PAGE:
I've been fortunate not to face a whole lot of downs throughout these last fifteen months. I've had Crohn's flares, and most of late July/early August was spent in bed or the bathroom. It was scary at first, as they always are, because I never know how severe any given flare will be, but thankfully Prednisone once more did its thing. On the whole, I've been able to handle things on my own. I don't care to elaborate what's going on but that good luck streak has come to an end.
I'm facing something right now that has overwhelmed and terrified me, and I have to face it alone. I've confided in my closest friends about the matter and they've all been wonderfully encouraging and supportive but it's not the same. They don't have skin in the game, so if things go badly they don't have to live with what that means to me. Not in the way that a partner/lover/spouse does, anyway. For the first time since 10 October 2011, when I learned that my marriage was coming to an end, I feel completely alone. I've been so overwhelmed that I took two anti-anxiety pills in the span of six hours Monday night and they barely registered with me.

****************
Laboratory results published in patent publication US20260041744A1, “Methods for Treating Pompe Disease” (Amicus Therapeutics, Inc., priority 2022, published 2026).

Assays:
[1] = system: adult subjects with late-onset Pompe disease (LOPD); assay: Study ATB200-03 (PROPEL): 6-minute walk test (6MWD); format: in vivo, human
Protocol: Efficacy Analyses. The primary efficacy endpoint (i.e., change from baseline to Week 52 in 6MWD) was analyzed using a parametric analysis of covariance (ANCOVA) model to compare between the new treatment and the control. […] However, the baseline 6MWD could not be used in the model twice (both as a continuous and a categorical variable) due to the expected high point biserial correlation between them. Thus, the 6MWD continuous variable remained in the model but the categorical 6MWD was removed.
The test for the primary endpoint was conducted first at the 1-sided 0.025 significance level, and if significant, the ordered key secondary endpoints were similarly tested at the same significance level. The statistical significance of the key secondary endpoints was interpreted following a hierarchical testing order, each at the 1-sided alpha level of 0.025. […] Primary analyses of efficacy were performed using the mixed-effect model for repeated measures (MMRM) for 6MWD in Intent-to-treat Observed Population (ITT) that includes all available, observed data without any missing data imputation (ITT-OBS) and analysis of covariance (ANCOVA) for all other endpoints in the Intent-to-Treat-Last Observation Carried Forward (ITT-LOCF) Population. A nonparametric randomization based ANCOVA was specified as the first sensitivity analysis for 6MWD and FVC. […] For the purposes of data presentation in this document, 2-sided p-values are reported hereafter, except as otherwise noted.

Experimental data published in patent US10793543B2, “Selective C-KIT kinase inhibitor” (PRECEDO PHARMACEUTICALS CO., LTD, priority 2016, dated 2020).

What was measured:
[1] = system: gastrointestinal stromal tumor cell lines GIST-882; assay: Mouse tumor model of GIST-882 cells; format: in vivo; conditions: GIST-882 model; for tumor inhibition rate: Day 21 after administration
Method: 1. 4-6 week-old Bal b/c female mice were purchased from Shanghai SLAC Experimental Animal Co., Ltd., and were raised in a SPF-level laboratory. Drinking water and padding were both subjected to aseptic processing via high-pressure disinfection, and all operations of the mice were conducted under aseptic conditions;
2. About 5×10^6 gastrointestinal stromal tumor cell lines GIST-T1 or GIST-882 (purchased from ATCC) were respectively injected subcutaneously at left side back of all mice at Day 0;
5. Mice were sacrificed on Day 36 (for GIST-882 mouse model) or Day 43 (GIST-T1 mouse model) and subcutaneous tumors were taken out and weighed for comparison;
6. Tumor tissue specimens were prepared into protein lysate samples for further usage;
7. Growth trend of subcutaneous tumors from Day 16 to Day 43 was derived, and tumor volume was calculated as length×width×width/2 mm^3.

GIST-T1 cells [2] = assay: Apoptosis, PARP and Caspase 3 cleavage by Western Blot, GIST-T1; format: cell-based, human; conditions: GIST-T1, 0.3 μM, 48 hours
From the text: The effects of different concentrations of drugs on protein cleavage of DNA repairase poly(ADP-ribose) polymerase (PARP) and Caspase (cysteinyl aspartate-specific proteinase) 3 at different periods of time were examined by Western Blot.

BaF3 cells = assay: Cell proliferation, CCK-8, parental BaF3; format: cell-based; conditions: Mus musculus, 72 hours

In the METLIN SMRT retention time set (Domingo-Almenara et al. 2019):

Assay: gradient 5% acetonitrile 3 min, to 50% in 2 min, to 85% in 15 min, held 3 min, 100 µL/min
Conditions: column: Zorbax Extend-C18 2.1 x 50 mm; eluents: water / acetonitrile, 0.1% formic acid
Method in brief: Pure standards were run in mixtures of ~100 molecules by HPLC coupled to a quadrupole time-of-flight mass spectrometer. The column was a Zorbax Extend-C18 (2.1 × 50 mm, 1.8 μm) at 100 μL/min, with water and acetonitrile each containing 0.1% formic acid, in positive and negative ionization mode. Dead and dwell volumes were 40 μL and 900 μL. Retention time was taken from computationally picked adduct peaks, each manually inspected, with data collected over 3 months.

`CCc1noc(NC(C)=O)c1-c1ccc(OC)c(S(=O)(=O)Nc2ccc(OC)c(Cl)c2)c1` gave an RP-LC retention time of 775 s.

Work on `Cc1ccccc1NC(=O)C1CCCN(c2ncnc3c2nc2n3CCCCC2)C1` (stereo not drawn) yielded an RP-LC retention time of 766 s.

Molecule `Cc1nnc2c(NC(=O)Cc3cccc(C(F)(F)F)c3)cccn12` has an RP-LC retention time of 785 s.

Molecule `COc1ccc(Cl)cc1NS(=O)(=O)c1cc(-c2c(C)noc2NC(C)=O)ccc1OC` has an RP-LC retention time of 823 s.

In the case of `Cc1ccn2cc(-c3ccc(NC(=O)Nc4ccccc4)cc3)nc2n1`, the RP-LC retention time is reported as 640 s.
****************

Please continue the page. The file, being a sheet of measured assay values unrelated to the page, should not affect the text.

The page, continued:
There were lots of times throughout our marriage, of course, when I felt guilty for dragging my wife through my downs with me. "If it was just me, I could handle it but knowing someone else has to deal with these things because of me is too much," I thought. And it was; I really was consumed by shame and guilt. Now that I'm again facing something much bigger than myself, though, I find that I very selfishly wish I wasn't facing it alone.
I don't write this as bait to discuss how I'm doing or what's going on with me. I write it instead in hopes that it may give you, Dear Reader, pause to reflect on what your partner means to you...and what you mean to your partner. If I had one thing to say to you, it would be this:
Never resent having to fight alongside your partner in his or her battles. Always be grateful that he or she fights alongside you in yours.